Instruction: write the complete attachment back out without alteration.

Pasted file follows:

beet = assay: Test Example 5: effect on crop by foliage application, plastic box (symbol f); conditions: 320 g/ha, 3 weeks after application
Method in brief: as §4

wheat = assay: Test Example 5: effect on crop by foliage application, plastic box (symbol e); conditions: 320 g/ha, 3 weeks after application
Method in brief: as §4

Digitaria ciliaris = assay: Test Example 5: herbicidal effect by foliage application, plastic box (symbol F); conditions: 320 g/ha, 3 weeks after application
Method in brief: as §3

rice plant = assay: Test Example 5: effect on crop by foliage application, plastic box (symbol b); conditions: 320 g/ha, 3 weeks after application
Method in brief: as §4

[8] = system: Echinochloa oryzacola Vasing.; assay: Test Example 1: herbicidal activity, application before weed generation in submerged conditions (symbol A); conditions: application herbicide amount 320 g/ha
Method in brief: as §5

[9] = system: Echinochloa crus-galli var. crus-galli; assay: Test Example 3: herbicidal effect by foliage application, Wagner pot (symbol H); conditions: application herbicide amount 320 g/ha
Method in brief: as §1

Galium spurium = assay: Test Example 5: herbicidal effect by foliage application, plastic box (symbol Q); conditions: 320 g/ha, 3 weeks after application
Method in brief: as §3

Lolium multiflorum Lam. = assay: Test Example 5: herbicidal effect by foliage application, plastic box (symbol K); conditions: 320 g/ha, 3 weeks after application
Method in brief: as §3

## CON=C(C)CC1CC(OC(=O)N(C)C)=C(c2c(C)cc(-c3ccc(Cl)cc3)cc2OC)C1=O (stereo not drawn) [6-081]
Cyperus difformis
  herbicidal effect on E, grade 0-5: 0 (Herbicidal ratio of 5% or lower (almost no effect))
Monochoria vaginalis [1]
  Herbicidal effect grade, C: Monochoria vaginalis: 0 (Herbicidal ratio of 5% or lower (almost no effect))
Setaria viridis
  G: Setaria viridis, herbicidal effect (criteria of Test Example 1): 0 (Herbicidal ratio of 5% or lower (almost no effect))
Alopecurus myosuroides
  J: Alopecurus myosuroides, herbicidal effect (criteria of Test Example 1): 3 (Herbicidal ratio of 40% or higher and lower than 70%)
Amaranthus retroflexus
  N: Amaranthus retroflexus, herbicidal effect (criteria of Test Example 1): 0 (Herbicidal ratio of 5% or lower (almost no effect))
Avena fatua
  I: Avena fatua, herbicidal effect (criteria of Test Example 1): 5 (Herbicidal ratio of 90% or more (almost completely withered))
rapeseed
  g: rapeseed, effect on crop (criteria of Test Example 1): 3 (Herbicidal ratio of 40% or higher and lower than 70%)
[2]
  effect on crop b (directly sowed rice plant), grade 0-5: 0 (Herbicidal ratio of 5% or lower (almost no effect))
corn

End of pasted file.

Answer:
beet = assay: Test Example 5: effect on crop by foliage application, plastic box (symbol f); conditions: 320 g/ha, 3 weeks after application
Method in brief: as §4

wheat = assay: Test Example 5: effect on crop by foliage application, plastic box (symbol e); conditions: 320 g/ha, 3 weeks after application
Method in brief: as §4

Digitaria ciliaris = assay: Test Example 5: herbicidal effect by foliage application, plastic box (symbol F); conditions: 320 g/ha, 3 weeks after application
Method in brief: as §3

rice plant = assay: Test Example 5: effect on crop by foliage application, plastic box (symbol b); conditions: 320 g/ha, 3 weeks after application
Method in brief: as §4

[8] = system: Echinochloa oryzacola Vasing.; assay: Test Example 1: herbicidal activity, application before weed generation in submerged conditions (symbol A); conditions: application herbicide amount 320 g/ha
Method in brief: as §5

[9] = system: Echinochloa crus-galli var. crus-galli; assay: Test Example 3: herbicidal effect by foliage application, Wagner pot (symbol H); conditions: application herbicide amount 320 g/ha
Method in brief: as §1

Galium spurium = assay: Test Example 5: herbicidal effect by foliage application, plastic box (symbol Q); conditions: 320 g/ha, 3 weeks after application
Method in brief: as §3

Lolium multiflorum Lam. = assay: Test Example 5: herbicidal effect by foliage application, plastic box (symbol K); conditions: 320 g/ha, 3 weeks after application
Method in brief: as §3

## CON=C(C)CC1CC(OC(=O)N(C)C)=C(c2c(C)cc(-c3ccc(Cl)cc3)cc2OC)C1=O (stereo not drawn) [6-081]
Cyperus difformis
  herbicidal effect on E, grade 0-5: 0 (Herbicidal ratio of 5% or lower (almost no effect))
Monochoria vaginalis [1]
  Herbicidal effect grade, C: Monochoria vaginalis: 0 (Herbicidal ratio of 5% or lower (almost no effect))
Setaria viridis
  G: Setaria viridis, herbicidal effect (criteria of Test Example 1): 0 (Herbicidal ratio of 5% or lower (almost no effect))
Alopecurus myosuroides
  J: Alopecurus myosuroides, herbicidal effect (criteria of Test Example 1): 3 (Herbicidal ratio of 40% or higher and lower than 70%)
Amaranthus retroflexus
  N: Amaranthus retroflexus, herbicidal effect (criteria of Test Example 1): 0 (Herbicidal ratio of 5% or lower (almost no effect))
Avena fatua
  I: Avena fatua, herbicidal effect (criteria of Test Example 1): 5 (Herbicidal ratio of 90% or more (almost completely withered))
rapeseed
  g: rapeseed, effect on crop (criteria of Test Example 1): 3 (Herbicidal ratio of 40% or higher and lower than 70%)
[2]
  effect on crop b (directly sowed rice plant), grade 0-5: 0 (Herbicidal ratio of 5% or lower (almost no effect))
corn